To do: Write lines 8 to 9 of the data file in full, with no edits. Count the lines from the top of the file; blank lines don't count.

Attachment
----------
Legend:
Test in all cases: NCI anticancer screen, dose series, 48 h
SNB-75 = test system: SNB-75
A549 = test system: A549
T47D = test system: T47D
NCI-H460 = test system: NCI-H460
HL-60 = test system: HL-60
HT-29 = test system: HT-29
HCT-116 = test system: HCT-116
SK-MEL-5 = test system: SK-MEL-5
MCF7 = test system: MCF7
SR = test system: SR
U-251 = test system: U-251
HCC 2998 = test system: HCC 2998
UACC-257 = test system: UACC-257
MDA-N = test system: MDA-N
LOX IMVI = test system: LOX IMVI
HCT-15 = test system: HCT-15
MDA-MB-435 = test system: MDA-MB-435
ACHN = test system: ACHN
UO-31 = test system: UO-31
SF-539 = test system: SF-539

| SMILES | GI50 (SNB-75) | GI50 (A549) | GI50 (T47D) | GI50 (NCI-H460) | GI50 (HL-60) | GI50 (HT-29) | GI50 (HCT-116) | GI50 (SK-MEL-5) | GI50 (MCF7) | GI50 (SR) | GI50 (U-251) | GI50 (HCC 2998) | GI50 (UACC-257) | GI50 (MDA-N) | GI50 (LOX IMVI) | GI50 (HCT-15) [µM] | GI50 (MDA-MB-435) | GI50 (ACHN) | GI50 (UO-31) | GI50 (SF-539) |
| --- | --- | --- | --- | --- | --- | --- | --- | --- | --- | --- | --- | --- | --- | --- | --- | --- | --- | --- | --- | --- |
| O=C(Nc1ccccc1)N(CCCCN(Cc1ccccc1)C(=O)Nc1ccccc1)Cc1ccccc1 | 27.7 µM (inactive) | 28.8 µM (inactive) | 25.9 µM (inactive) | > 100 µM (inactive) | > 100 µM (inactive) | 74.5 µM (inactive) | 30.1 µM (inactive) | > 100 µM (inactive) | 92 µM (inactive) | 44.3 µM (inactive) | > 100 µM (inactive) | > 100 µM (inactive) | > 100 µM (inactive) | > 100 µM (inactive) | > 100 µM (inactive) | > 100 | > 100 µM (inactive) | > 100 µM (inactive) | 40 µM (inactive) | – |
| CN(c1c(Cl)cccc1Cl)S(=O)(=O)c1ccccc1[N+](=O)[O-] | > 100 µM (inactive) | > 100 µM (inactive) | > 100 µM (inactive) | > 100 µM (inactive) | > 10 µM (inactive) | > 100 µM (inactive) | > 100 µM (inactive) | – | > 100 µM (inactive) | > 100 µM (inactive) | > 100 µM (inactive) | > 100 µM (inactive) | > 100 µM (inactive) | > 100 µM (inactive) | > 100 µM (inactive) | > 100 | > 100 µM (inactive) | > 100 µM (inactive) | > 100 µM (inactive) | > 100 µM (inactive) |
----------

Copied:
HT-29 = test system: HT-29
HCT-116 = test system: HCT-116